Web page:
Handling Delimeters in CSV Files

When rolling your own csv files, you have to account for commas in the text. Extra commas will create extra columns and you don’t want that. Let’s start with this data:

Two of the names have commas and two don’t. By ignoring those commas, extra columns are created because a comma delimits a column. In this code, no account is made for commas in the text.

Sub MakeCSV1()
   
    Dim rCell As Range
    Dim rRow As Range
    Dim lFnum As Long
    Dim sFname As String
    Dim sText As String
   
    lFnum = FreeFile
    sFname = “C:MyCSV1.csv”
   
    Open sFname For Output As lFnum
   
    For Each rRow In Sheet1.UsedRange.Rows
        For Each rCell In rRow.Cells
            sText = sText & rCell.Text & “,”
        Next rCell
        sText = Left$(sText, Len(sText) – 1) ‘remove comma
       sText = sText & vbNewLine ‘add line break
   Next rRow
   
    Print #lFnum, sText
   
    Close lFnum
   
End Sub

When you open MyCSV1.csv in Excel, you get this:

To keep that name field as one, test for the existence of a comma and enclose the field text in double quotes (Chr$(34) is used here).

Sub MakeCSV2()
   
    Dim rCell As Range
    Dim rRow As Range
    Dim lFnum As Long
    Dim sFname As String
    Dim sText As String
   
    lFnum = FreeFile ‘get availabe file number
   sFname = “C:MyCSV2.csv”
   
    Open sFname For Output As lFnum
   
    For Each rRow In Sheet1.UsedRange.Rows
        For Each rCell In rRow.Cells
            If InStr(1, sText, “,”) > 0 Then
                sText = sText & Chr$(34) & rCell.Text & Chr$(34) & “,”
            Else
                sText = sText & rCell.Text & “,”
            End If
        Next rCell
        sText = Left$(sText, Len(sText) – 1) ‘remove comma
       sText = sText & vbNewLine ‘add line break
   Next rRow
   
    Print #lFnum, sText ‘write to csv file
   
    Close lFnum
   
End Sub

That keeps everything nice and neat.

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27 thoughts on “Handling Delimeters in CSV Files

  1. Dick, isn’t it easier just to format the names column as text? Then when you save the sheet as a.CSV file, Excel puts the quotes round the names for you, and it loads correctly. No VBA required.

  2. Hi,

    What about the other way around?

    Often data is exported from an application as CSV.

    When I import it into excel, commas in text fields cause the same problem. However, I have no control over the export functionality (it is built into the source application).

    So, is there any way to get around that using VBA (say)? I can’t think of one, since there is no way to programmatically tell a delimiter from puntuation – or is there?

    Has anyone addressed this using VBA?

    Thanks,

    Alan.

  3. More a question then a comment.

    Has anyone ever moved to tab delimited? As we all have issues with commas in .CVS files at some time and I have never seen a spreadsheet with a tab in a string. Admittedly I have never seen a tab delimited file used, just wondering if anyone else had any thoughts.

  4. Hi Dick,

    I haven’t had much cause to work with CSV files so I don’t know why one would roll one’s own. But given that you are, I’d suggest the test Application.WorksheetFunction.IsText(rCell.Value) rather than testing for a comma. The IsText() check would also ‘protect’ fields that contain text that might be misinterpreted as a number (zip codes with a leading zero or a 16 character credit card, etc.)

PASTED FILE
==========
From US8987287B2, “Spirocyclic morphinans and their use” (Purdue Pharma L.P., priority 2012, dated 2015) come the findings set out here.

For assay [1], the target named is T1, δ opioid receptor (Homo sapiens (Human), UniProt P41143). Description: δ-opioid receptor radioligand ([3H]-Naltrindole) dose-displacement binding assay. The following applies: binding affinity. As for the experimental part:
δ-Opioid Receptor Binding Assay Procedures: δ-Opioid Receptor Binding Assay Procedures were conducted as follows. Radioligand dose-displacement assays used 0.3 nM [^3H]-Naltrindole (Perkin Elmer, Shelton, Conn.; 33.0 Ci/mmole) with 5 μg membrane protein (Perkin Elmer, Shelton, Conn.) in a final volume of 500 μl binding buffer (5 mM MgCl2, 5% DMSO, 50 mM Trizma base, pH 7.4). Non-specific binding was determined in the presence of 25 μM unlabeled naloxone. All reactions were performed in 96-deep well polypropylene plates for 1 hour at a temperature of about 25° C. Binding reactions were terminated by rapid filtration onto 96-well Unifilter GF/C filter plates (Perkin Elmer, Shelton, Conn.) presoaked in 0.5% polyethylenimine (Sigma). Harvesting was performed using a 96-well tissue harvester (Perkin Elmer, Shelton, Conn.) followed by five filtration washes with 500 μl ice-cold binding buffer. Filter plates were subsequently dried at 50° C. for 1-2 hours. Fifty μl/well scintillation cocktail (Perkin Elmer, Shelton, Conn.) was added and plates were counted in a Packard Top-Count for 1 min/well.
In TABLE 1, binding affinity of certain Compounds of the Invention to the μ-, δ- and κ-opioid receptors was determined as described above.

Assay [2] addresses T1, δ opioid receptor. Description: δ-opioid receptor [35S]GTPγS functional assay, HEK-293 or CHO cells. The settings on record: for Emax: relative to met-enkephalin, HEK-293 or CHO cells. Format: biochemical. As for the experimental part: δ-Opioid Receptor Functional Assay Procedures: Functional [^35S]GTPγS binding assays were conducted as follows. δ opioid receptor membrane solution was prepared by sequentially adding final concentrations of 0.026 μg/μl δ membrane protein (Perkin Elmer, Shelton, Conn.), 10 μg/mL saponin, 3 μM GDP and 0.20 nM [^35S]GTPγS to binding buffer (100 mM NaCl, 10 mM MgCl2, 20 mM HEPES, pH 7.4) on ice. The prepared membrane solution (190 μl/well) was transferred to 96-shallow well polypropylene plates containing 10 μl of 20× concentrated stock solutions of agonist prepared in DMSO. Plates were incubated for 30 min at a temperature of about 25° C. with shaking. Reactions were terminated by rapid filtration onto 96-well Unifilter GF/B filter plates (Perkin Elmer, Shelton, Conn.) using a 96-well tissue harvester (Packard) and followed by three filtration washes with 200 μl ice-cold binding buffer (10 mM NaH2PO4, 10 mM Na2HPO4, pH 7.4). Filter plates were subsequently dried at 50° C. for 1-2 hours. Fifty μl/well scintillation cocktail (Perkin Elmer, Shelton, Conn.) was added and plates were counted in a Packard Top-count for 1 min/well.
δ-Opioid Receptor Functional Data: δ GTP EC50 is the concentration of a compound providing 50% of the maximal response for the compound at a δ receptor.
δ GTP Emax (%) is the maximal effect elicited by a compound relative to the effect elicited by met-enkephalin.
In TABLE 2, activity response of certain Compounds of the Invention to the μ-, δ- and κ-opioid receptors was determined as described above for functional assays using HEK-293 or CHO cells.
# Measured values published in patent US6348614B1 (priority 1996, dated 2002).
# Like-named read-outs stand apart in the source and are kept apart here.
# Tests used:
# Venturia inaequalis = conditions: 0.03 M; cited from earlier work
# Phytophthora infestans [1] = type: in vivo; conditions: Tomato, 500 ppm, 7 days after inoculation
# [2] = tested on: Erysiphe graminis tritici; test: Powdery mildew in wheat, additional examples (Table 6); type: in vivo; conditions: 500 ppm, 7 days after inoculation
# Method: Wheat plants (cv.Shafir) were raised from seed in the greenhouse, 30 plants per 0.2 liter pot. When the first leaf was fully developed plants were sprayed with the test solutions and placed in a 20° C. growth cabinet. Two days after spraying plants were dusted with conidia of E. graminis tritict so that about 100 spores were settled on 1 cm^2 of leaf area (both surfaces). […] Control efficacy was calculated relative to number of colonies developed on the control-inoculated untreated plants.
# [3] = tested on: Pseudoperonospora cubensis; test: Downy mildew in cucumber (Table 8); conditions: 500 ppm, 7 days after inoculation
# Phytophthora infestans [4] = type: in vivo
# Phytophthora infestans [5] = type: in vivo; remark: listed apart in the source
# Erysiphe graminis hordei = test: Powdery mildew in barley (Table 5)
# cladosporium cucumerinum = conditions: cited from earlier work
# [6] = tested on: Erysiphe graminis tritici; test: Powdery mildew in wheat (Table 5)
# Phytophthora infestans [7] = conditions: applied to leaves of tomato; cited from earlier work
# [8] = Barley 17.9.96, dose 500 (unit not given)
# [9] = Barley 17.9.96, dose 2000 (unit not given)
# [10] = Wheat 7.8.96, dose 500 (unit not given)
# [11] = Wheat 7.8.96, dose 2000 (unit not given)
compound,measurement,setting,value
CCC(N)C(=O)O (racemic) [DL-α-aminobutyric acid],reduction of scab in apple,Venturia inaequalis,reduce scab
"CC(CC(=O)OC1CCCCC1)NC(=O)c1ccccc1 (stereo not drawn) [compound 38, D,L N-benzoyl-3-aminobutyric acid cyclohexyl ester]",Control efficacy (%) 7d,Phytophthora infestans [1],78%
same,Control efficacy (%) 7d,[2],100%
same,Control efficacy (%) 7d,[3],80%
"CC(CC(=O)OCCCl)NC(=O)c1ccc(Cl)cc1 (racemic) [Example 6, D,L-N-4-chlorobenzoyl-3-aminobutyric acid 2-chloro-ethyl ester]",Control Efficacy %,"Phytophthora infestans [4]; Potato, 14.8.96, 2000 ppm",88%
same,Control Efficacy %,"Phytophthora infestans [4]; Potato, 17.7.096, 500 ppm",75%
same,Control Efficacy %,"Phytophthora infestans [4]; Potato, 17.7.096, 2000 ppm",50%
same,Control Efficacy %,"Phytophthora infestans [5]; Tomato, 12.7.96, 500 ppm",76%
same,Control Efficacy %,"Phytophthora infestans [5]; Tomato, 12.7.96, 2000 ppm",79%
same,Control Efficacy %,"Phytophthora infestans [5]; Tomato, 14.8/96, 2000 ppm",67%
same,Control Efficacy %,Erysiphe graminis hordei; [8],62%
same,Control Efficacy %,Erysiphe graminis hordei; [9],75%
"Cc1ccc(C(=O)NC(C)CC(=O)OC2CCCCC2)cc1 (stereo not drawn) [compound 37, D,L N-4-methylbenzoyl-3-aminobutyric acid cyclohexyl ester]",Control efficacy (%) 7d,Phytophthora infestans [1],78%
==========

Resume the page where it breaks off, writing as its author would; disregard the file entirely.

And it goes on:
I’ve been burnt by code that copied a VBA array into a worksheet for sorting with all sorts of unintended consequences!

  5. Regular expressions are a well-established way to deal with CSV parsing. Even then, you need to take care that you understand by what conventions the file was created, and whether it’s at all likely to change. I frequently get “CSV” file saved from German Excel – since they use commas where we have decimal points, the values are delimited by semicolons. Fun.

    I don’t know why, but I really don’t like that common “concatenate commas then strip off the last one” code style, it just looks clumsy. So I tend to clamber through hoops to get my data into a form where I can call Join().

  6. @Mike Woodhouse
    You wrote:
    I frequently get “CSV” file saved from German Excel – since they use commas where we have decimal points, the values are delimited by semicolons. Fun.

    As I am a german, I can tell you lot of funny stories about commas and semicolons. E.g. our DSC-Software exports the data with . as decimal separator and ; as colum separator. For this reasons I am frequently changing my language settings to avoid problems.

    Here is another approach to export data (tab as delimiter):

    Sub ExportMitPrintVar()
        Dim var As Variant
        Dim row As Long, col As Long

        ‘kein Set verwenden!!!
       var = ActiveSheet.UsedRange
        Open “C:Export.txt” For Output As #1
        For row = 1 To UBound(rng, 1)
            For col = 1 To UBound(rng, 2) – 1
                ‘Daten schreiben und nächste Spalte
               Print #1, Format(var(row, col), “0.00”); Tab;
            Next
            Print #1, Format(var(row, col), “0.00”)
        Next
        Close #1
    End Sub

  7. This is useful.

    The main reason for “rolling your own” CSV files is for when you have to transfer information to another package over which you have no control (IE: you have to match the required input specification because you cannot modify the code).

    I have one app. which requires some number fields as numbers, others always as text (to allow $NA). All text fields have to be surrounded by double quotes. [it’s not on a PC]

  8. An alternative approach I’ve used is a pipe: | (the character above
    the backslash) instead of the comma as a delimiter. The pipe is a
    relatively rare character in most text, so the comma-within-text
    problem is avoided and the file can still be saved as a “.csv”.